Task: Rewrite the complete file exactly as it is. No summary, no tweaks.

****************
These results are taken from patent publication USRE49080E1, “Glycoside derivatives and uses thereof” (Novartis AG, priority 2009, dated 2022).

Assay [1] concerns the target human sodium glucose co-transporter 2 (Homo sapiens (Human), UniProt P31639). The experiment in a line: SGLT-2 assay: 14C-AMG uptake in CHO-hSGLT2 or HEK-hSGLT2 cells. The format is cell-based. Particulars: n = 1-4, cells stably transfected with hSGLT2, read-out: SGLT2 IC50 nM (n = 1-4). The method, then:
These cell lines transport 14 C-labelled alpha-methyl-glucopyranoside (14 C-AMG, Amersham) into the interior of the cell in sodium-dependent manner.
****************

These results are taken from patent publication USRE49080E1, “Glycoside derivatives and uses thereof” (Novartis AG, priority 2009, dated 2022).

Assay [1] concerns the target human sodium glucose co-transporter 2 (Homo sapiens (Human), UniProt P31639). The experiment in a line: SGLT-2 assay: 14C-AMG uptake in CHO-hSGLT2 or HEK-hSGLT2 cells. The format is cell-based. Particulars: n = 1-4, cells stably transfected with hSGLT2, read-out: SGLT2 IC50 nM (n = 1-4). The method, then:
These cell lines transport 14 C-labelled alpha-methyl-glucopyranoside (14 C-AMG, Amersham) into the interior of the cell in sodium-dependent manner.